All submissions of the EM system will be redirected to Online Manuscript Submission System. Authors are requested to submit articles directly to Online Manuscript Submission System of respective journal.

Abstract

Nursing Utility and Relevant Mechanism of Boric Acid in Promoting Wound Healing in Diabetic Mice

Author(s): L. Chen
Anhui Suzhou, Anhui Health Vocational College, Anhui, China

Correspondence Address:
Anhui Suzhou, Anhui Health Vocational College, Anhui, China, E-mail: [email protected]

In order to explore the nursing utility and relevant mechanism of boric acid in promoting wound healing of diabetic mice, a total of 36 healthy male mice were randomly divided into the control group (group A) and the experimental group (group B) to construct the diabetic mouse model. Each mouse model was built with 3 different wounds and the changes in expressions of Tgf-β1 and collagen I in the wound tissue were detected using quantitative real-time polymerase chain reaction. The results showed the body weight of diabetic mice in group B was significantly lower than that of the control mice in group A, while the plasma glucose increased significantly. In addition, in group A mice both saline and boric acid could increase the expression levels of Tgf-β1 in wound tissues and the drug combination of povidone-iodine, hydrogen peroxide and boric acid could increase the expression levels of collagen I in wound tissue, thereby promoting the wound healing, while in group B mice, boric acid alone could increase the expression levels of Tgf-β1 and collagen I in wound tissue and promoted wound healing. Therefore, boric acid solution could promote wound healing in diabetic mice and the mechanism could be associated with the increased expression of Tgf-β1 and Collagen I. Despite the deficiencies in the research process, it has provided certain basis and ideas for subsequent research.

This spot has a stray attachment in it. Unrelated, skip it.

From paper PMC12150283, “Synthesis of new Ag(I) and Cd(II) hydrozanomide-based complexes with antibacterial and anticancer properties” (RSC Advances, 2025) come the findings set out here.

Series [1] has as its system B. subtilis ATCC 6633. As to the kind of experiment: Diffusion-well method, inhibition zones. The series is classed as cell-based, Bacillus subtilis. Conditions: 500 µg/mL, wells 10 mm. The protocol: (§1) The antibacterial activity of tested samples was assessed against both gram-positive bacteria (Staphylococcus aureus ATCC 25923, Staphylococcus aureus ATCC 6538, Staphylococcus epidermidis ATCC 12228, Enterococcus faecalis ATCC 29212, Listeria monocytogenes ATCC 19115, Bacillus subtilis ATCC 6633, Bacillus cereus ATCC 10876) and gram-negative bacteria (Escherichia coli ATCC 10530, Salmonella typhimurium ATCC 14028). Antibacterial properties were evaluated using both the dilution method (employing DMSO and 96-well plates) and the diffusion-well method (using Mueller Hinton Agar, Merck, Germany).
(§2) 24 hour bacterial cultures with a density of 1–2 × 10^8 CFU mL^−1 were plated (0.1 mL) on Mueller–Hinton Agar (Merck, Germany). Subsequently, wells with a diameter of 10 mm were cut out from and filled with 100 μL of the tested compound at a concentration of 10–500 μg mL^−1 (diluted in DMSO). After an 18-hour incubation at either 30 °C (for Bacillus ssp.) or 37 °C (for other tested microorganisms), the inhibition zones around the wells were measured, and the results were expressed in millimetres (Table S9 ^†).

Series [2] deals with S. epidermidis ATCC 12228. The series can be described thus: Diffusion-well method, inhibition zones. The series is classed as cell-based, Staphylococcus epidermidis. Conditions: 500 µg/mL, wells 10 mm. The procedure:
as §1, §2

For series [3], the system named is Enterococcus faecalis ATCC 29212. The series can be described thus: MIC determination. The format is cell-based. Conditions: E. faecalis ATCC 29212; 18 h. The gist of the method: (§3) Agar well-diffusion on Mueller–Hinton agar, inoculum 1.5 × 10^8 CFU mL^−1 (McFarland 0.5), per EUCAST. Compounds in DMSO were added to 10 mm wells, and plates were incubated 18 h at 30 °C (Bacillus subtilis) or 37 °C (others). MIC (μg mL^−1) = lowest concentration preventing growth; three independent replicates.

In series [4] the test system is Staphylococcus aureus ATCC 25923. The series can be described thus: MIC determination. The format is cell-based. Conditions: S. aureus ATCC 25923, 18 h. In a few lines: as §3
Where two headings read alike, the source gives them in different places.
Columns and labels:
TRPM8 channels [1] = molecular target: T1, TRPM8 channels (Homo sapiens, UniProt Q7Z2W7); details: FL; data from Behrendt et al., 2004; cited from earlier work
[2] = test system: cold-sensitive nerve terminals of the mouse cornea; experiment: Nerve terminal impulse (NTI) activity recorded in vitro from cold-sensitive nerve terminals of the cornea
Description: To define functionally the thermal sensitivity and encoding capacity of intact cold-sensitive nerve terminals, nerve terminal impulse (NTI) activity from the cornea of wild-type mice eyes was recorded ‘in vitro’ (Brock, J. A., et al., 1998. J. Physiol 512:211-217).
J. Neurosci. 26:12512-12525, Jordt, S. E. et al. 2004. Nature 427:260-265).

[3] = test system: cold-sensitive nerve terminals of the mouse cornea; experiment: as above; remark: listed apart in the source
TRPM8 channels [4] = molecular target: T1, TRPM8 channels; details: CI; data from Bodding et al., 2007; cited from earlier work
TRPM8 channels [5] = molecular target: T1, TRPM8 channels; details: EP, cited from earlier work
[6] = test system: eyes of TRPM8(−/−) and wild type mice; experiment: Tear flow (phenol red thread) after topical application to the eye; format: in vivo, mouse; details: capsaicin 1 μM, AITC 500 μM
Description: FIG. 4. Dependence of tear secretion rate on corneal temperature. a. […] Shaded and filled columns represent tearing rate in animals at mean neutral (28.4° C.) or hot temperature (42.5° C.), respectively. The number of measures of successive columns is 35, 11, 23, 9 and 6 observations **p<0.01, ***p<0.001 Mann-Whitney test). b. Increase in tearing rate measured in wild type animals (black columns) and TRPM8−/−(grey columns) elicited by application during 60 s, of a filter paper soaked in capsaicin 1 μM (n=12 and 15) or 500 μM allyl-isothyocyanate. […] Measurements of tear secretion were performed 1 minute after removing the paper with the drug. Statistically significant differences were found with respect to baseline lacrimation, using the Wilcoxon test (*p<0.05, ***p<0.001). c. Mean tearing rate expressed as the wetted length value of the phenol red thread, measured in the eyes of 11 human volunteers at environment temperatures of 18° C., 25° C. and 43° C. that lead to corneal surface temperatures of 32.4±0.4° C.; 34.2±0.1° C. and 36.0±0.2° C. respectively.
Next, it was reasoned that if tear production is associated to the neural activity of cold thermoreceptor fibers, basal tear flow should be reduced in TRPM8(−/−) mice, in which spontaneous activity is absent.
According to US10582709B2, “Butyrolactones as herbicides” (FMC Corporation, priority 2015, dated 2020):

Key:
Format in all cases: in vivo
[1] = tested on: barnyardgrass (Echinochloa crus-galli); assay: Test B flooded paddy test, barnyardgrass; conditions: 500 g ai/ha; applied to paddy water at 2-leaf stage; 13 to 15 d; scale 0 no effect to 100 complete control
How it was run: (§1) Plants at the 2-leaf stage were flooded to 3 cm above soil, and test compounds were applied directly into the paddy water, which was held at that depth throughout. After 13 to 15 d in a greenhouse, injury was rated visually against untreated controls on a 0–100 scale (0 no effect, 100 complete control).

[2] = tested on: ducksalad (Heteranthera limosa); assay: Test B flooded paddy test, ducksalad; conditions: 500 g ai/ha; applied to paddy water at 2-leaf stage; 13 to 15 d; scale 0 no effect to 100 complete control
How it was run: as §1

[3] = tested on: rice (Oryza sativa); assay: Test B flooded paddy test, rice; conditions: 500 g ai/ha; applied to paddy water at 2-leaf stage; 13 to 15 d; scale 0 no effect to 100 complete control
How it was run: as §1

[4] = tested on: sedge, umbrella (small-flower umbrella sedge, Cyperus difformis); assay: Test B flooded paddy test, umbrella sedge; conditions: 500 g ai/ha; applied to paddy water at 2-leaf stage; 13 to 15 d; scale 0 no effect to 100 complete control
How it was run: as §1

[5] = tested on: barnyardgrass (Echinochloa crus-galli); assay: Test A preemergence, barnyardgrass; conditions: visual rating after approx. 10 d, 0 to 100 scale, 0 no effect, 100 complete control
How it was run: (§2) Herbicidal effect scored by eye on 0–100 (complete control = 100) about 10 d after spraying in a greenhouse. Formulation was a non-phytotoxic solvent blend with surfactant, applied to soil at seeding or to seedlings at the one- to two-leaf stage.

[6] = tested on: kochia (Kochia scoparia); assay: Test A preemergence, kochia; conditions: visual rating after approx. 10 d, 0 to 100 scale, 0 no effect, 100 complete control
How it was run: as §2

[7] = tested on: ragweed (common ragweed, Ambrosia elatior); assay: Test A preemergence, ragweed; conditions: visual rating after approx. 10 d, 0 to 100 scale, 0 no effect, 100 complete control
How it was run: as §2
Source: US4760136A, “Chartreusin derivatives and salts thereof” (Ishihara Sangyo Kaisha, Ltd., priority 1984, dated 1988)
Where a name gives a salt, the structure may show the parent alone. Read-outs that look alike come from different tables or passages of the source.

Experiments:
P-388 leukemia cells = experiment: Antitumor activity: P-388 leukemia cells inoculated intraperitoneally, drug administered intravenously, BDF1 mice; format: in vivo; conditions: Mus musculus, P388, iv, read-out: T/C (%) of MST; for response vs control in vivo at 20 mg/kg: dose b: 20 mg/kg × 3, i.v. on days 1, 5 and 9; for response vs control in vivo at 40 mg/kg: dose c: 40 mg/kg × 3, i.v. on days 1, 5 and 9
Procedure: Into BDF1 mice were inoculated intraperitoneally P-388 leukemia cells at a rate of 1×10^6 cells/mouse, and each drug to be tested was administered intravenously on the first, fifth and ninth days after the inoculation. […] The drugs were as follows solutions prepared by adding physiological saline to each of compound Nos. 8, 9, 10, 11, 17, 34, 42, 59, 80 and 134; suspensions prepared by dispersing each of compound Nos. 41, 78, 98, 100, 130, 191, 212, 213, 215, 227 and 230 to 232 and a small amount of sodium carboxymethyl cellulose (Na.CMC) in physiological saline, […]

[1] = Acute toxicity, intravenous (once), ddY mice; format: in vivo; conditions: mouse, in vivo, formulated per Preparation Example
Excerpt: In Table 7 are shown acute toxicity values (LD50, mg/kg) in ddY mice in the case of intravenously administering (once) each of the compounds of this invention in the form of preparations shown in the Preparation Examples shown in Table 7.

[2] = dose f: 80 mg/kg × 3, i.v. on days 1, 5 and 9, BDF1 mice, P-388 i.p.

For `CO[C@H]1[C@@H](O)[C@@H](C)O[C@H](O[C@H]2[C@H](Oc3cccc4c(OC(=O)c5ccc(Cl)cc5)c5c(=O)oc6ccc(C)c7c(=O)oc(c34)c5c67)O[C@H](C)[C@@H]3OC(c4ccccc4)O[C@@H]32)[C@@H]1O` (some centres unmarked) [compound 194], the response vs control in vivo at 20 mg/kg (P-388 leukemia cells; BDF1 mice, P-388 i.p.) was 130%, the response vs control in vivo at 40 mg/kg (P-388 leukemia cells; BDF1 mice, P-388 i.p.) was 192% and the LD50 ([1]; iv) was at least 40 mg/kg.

Full-Text | PDF

 
 
Google scholar citation report
Citations : 53647

Indian Journal of Pharmaceutical Sciences received 53647 citations as per google scholar report